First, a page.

Vitamins and Mineral
Ca and P
The phosphorous requirement for gestating sows is determined by requirements for maternal maintenance to replace minimum urinary and basal endogenous losses, maternal phosphorous retention for growth, and development of the conceptus and mammary glands (Bikker and Blok, 2017). Similar to energy and amino acids, the phosphorous requirement for gestating sows increase in late gestation to meet the demands for conceptus development and growth (Mahan et al., 2009). Parity can also dictate the phosphorous requirement as gilts and younger parity sows will require greater amounts of phosphorous on a daily basis to support growth as they have not yet reached mature bodyweight. Older parity sows will require less phosphorous to maintain bodyweight and body reserves. Calcium requirements increase in a similar manner as phosphorous in late gestation to support fetal development (Mahan et al., 2009). The relationship between calcium and phosphorous must be considered as both minerals are essential for development of the skeletal system, but excessive dietary Ca can inhibit P retention and absorption in the body (Létourneau-Montminy et al., 2012). Limited data exists on the calcium and phosphorous requirements for gestating sows. Research has shown that low calcium and phosphorous intake can result in lameness, while providing increased amounts of calcium and phosphorous has no effect on reproductive performance or structural soundness (Giesemann et al., 1998; Tan et al., 2016). It is recommended that gestating gilts and sows be provided 11.3 g/d of STTD phosphorous and 14.3 g/d of STTD calcium. These recommendations are above NRC (2012) levels to provide a margin of safety (Table 2). Furthermore, the use of phytase in gestating sow diets can improve the digestibility and retention of calcium and phosphorus (Lee et al., 2018). Therefore, phytase is recommended for use in gestating sow diets. Calcium and phosphorous release values should be applied in diet formulation when using phytase.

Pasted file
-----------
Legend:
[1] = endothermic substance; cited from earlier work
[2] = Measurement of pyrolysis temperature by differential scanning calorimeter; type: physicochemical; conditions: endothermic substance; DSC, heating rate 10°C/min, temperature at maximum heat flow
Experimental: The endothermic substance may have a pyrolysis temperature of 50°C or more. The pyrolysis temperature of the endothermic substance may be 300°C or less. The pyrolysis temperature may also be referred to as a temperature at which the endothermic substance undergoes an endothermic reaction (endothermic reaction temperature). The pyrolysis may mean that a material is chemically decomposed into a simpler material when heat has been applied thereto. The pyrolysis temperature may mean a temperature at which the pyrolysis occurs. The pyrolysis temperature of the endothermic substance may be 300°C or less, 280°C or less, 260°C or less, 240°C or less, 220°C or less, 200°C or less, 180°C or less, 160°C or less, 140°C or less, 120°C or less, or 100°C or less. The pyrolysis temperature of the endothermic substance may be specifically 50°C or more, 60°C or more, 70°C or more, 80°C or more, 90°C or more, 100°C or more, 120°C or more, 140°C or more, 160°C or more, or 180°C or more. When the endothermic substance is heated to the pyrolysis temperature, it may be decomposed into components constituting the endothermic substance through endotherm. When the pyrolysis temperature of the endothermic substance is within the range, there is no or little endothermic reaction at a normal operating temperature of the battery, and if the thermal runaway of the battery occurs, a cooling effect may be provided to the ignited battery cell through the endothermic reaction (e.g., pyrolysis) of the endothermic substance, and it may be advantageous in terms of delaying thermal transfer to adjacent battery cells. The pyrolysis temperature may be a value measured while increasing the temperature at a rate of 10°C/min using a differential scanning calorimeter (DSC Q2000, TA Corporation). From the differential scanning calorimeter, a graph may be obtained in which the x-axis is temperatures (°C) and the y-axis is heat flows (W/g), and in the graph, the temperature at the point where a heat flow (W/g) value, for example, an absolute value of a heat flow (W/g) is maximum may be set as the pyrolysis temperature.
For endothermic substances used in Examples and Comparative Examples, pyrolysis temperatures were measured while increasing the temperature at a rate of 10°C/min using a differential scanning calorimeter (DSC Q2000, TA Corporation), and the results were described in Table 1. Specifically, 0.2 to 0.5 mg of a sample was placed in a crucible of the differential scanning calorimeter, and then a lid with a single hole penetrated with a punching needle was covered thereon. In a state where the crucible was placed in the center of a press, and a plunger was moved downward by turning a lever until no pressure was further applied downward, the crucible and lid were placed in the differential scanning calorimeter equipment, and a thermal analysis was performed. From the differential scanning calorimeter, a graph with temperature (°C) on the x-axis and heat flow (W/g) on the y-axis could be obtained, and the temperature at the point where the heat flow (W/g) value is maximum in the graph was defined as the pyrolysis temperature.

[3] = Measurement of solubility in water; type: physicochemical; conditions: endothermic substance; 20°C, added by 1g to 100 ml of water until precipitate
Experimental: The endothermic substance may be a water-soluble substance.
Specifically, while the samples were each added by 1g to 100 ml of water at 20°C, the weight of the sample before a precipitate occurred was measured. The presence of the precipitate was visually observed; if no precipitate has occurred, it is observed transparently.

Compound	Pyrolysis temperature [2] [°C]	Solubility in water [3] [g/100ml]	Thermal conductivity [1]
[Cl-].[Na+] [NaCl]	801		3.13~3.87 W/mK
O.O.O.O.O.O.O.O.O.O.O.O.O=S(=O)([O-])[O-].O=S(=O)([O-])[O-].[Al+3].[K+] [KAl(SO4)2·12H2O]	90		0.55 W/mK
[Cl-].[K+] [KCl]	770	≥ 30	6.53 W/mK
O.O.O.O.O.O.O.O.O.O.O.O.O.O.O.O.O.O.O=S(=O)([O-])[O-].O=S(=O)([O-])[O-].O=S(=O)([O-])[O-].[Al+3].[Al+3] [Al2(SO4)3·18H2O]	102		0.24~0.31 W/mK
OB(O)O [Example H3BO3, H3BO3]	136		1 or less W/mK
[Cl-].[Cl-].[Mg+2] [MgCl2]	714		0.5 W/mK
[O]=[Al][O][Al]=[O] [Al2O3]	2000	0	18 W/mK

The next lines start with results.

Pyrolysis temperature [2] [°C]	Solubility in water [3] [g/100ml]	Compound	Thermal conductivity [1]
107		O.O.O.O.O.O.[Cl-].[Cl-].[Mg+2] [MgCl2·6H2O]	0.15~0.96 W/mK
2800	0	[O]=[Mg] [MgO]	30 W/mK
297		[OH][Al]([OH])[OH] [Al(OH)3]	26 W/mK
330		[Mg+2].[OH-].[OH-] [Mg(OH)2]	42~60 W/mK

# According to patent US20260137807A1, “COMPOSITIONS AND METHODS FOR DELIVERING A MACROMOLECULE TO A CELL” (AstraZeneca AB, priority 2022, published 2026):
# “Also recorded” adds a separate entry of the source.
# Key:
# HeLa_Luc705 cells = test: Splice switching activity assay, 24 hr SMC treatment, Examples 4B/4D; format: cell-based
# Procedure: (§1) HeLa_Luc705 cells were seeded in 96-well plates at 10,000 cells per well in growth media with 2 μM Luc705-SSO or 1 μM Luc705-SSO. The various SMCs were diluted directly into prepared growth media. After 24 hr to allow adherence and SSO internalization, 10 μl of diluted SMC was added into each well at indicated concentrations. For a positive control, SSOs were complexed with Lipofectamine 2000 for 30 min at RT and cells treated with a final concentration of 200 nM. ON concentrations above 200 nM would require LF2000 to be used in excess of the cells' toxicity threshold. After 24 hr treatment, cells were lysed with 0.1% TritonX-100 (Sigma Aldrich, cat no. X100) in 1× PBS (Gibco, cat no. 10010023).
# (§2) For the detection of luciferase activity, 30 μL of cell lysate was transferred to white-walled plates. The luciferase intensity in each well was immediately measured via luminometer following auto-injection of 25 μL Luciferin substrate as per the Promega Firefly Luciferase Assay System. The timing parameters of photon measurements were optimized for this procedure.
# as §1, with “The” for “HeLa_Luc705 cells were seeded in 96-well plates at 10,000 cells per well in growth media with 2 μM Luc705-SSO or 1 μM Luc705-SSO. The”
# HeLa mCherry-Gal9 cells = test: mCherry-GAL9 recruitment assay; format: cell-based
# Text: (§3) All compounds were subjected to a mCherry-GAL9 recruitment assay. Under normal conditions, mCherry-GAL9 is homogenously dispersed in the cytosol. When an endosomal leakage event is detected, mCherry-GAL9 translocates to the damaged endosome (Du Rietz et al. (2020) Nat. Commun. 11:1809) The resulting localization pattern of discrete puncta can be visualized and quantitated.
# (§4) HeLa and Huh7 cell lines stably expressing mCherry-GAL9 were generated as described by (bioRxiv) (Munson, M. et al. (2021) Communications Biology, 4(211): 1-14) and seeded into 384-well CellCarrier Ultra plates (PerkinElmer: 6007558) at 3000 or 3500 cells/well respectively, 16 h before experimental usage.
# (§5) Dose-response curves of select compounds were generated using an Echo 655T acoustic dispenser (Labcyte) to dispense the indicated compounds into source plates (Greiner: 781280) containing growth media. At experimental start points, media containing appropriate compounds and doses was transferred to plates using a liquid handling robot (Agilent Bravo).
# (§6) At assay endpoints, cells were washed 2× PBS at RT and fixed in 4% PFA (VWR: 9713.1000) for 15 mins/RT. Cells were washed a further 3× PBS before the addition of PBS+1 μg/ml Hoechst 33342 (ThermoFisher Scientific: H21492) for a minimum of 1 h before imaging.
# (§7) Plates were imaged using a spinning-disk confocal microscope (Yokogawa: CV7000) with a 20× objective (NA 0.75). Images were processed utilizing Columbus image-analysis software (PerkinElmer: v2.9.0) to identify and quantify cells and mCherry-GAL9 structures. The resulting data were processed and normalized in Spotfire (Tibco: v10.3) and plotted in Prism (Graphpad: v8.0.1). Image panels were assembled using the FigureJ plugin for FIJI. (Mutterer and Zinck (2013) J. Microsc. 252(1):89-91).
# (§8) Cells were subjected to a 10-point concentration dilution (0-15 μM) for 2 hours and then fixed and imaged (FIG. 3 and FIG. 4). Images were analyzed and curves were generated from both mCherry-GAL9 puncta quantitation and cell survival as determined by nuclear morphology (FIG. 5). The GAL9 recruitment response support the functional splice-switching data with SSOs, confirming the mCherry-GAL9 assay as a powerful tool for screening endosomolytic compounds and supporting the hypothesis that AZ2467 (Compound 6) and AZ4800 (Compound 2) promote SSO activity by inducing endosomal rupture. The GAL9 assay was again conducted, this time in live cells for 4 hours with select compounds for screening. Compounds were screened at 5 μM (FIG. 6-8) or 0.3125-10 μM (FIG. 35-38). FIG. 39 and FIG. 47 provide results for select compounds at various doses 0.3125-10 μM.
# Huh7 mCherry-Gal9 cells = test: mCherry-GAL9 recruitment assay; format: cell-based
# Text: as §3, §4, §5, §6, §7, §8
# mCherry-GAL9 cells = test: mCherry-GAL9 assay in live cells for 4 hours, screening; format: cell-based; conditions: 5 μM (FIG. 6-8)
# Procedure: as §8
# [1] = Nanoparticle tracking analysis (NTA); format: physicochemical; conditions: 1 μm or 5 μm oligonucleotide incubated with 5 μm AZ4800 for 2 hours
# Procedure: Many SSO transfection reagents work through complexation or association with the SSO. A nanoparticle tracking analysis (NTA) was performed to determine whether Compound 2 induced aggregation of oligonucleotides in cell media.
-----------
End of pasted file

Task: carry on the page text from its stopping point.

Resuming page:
Because of variability in concentrations as well as bio-availability, copper, zinc, iron, iodine, manganese, chromium, and selenium are typically supplemented to gestation and lactation diets. Increased supplementation above these recommended levels and effect on reproductive performance is inconclusive and not recommended (Chen et al., 2016; Van Riet et al., 2018). Furthermore, organic sources of trace minerals in gestating sows have been researched, but results are inconclusive versus inorganic sources (Peters and Mahan, 2008; Bradley, 2010; Novais et al., 2016).
A standard practice is to provide additional vitamins that are not included in growing pig diets which include biotin, folic acid, pyridoxine and choline. Also carnitine, a vitamin like compound, is often included. In the KSU sow add pack, vitamin A and E are also provided to achieve higher levels than required by growing pigs. Providing these extra vitamins can be achieved by using a sow add pack or separate vitamin premix designed for sows only.